I am Assistant Professor in the Taube Department of Jewish Studies at the University of Wrocław. Previously, I was Ray D. Wolfe Postdoctoral Fellow at the Anne Tanenbaum Centre for Jewish Studies at the University of Toronto, and a postdoctoral fellow at the University of Wrocław. My book Eternity Now (SUNY 2019) explores the teachings of Shneur Zalman of Liady, the founding rebbe of Chabad. My current research project, funded by the National Science Centre in Poland, concerns Hasidism in interwar Poland. From 2013 to 2018, I served as the workflow coordinator and Yiddish translator for the Ringelblum Archive Translation Project carried out under the auspices of the Jewish Historical Institute in Warsaw. Since 2019, I have been involved in the collaborative project entitled A Canon of Memoir Literature by Polish Jews (University of Wrocław).
Dr. Michael Anthony Fowler is Assistant Professor of Art History in the Department of Art and Design at East Tennessee State University (ETSU); he also serves as affiliate faculty in the Classical Studies and Religious Studies minor programs. An art historian and classical archaeologist, Prof. Fowler specializes in the art and material culture of ancient Greece and the Near East. His dissertation, “Human Sacrifice in Greek Antiquity: Between Myth, Image, and Reality” (2019), offers an archaeologically and art historically grounded inquiry into the historicity, forms, and meanings of human sacrifice. The project combines several of Fowler’s research interests, particularly the iconography and archaeology of ritual and violence in the artistic imagination. Prof. Fowler previously served as Visiting Assistant Professor of Art History (2018-2019) at ETSU. He has also taught as Visiting Lecturer at the University of Tübingen’s Institute for Classical Archaeology (2014) and as Art Humanities Instructor at Columbia (2013-2014; 2016-2017), where he earned the Preceptor Award for Excellence in Teaching for the Core Curriculum in 2014. Since 2015, Prof. Fowler has been an active member of the team excavating the sanctuary of Poseidon at Onchestos (Boeotia, Greece), and for the past five years has served on the excavation’s senior staff as Supervisor of Site B (the administrative center). In summer 2018 he joined the excavation and scientific team working at the sanctuary of Apollo on the Cycladic islet of Despotiko. Since 2011 Prof. Fowler has also served as co-author of the Chronique Archéologique de la Religion Grecque (Kernos), on which he is responsible for Central Greece. Prof. Fowler was educated at Columbia University (Ph.D., M.Phil., M.A.), Tufts University (M.A.), Harvard University (M.T.S.), and The Colorado College (B.A.). His research has been generously supported by the Alexander S. Onassis Foundation Foreigners’ Fellowship, the Teach@Tübingen program, an Alliance Doctoral Mobility grant, the Riggio Fellowships in Art History, and a C.V. Starr writing grant.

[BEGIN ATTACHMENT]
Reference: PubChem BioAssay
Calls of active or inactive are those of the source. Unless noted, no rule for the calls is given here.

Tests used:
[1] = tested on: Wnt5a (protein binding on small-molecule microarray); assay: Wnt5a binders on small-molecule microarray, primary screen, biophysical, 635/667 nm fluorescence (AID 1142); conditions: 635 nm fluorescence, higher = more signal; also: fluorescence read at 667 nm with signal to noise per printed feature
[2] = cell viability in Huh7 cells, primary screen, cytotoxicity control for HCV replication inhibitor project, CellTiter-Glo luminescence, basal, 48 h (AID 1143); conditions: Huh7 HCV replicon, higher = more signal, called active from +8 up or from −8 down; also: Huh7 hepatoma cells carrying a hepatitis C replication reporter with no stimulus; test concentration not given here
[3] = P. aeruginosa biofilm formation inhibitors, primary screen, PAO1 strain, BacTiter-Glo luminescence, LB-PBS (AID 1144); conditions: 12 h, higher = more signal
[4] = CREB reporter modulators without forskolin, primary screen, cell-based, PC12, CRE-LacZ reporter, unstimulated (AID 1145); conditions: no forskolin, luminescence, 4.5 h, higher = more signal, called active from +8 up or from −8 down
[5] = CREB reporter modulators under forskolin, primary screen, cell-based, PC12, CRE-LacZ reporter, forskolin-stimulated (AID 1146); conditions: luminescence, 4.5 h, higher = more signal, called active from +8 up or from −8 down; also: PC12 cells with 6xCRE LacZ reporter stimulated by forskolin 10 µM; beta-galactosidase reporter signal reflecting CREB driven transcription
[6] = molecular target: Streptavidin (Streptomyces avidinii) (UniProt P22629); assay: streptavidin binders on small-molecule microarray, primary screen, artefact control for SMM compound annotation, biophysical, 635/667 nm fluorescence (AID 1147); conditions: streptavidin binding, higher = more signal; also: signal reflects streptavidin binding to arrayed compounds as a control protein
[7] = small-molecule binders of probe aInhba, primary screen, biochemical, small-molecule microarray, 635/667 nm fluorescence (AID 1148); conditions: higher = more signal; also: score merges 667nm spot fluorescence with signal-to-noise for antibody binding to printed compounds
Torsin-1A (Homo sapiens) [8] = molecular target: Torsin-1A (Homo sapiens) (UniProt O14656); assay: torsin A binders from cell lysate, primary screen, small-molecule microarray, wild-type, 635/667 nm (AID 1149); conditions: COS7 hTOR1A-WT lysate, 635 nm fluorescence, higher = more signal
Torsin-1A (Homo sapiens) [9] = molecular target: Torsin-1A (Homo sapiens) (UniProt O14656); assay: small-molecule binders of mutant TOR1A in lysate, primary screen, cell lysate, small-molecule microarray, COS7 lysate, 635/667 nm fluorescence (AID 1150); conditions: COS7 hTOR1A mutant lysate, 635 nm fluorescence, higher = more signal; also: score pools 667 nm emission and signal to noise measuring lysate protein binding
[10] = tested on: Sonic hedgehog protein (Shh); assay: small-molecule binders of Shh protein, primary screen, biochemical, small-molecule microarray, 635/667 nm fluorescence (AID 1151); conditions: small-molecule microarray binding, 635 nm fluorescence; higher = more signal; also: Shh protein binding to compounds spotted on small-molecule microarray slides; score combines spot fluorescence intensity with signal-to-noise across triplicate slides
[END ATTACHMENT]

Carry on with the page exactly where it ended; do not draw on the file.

I am a historian of the British Empire. My work focuses on the British encounter and engagement with the wider world in the eighteenth and nineteenth centuries, situating the history of empire in its global and maritime contexts. I am interested in the relationships, interactions and patterns of exchange created by the British Empire, and in assessing the impact of these experiences on both British and colonial societies. Before joining the University of Southampton, I was Curator of Imperial and Maritime History at the National Maritime Museum, Greenwich. During my time at the museum, I worked on the development and delivery of two gallery projects, focusing on Atlantic and Indian Ocean history respectively. I continue to be interested in the role of material culture and museums in representing the history of empire.